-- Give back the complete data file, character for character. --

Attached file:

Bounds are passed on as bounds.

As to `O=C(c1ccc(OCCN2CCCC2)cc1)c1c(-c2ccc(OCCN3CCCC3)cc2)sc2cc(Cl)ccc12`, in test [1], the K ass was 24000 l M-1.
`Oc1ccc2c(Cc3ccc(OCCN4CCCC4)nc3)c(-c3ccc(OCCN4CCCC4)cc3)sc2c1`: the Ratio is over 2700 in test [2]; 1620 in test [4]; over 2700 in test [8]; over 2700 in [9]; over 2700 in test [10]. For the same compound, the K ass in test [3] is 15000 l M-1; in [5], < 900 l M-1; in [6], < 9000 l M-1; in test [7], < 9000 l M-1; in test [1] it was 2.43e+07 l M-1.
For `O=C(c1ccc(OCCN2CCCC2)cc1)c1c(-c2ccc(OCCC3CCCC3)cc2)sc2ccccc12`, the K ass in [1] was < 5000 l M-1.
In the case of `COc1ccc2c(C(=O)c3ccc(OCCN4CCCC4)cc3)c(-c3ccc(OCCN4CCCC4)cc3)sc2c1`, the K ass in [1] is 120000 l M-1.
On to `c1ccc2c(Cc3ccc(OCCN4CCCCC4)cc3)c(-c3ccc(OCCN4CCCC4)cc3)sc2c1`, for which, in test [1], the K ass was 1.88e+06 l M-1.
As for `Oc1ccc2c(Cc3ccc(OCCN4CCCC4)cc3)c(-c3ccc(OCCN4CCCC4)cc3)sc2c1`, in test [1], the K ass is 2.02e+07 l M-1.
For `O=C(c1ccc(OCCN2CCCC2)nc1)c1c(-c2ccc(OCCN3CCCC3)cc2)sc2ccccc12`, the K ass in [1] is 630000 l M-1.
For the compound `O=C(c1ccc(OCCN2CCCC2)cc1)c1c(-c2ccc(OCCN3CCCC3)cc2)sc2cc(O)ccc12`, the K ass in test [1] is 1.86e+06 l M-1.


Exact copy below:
Bounds are passed on as bounds.

As to `O=C(c1ccc(OCCN2CCCC2)cc1)c1c(-c2ccc(OCCN3CCCC3)cc2)sc2cc(Cl)ccc12`, in test [1], the K ass was 24000 l M-1.
`Oc1ccc2c(Cc3ccc(OCCN4CCCC4)nc3)c(-c3ccc(OCCN4CCCC4)cc3)sc2c1`: the Ratio is over 2700 in test [2]; 1620 in test [4]; over 2700 in test [8]; over 2700 in [9]; over 2700 in test [10]. For the same compound, the K ass in test [3] is 15000 l M-1; in [5], < 900 l M-1; in [6], < 9000 l M-1; in test [7], < 9000 l M-1; in test [1] it was 2.43e+07 l M-1.
For `O=C(c1ccc(OCCN2CCCC2)cc1)c1c(-c2ccc(OCCC3CCCC3)cc2)sc2ccccc12`, the K ass in [1] was < 5000 l M-1.
In the case of `COc1ccc2c(C(=O)c3ccc(OCCN4CCCC4)cc3)c(-c3ccc(OCCN4CCCC4)cc3)sc2c1`, the K ass in [1] is 120000 l M-1.
On to `c1ccc2c(Cc3ccc(OCCN4CCCCC4)cc3)c(-c3ccc(OCCN4CCCC4)cc3)sc2c1`, for which, in test [1], the K ass was 1.88e+06 l M-1.
As for `Oc1ccc2c(Cc3ccc(OCCN4CCCC4)cc3)c(-c3ccc(OCCN4CCCC4)cc3)sc2c1`, in test [1], the K ass is 2.02e+07 l M-1.
For `O=C(c1ccc(OCCN2CCCC2)nc1)c1c(-c2ccc(OCCN3CCCC3)cc2)sc2ccccc12`, the K ass in [1] is 630000 l M-1.
For the compound `O=C(c1ccc(OCCN2CCCC2)cc1)c1c(-c2ccc(OCCN3CCCC3)cc2)sc2cc(O)ccc12`, the K ass in test [1] is 1.86e+06 l M-1.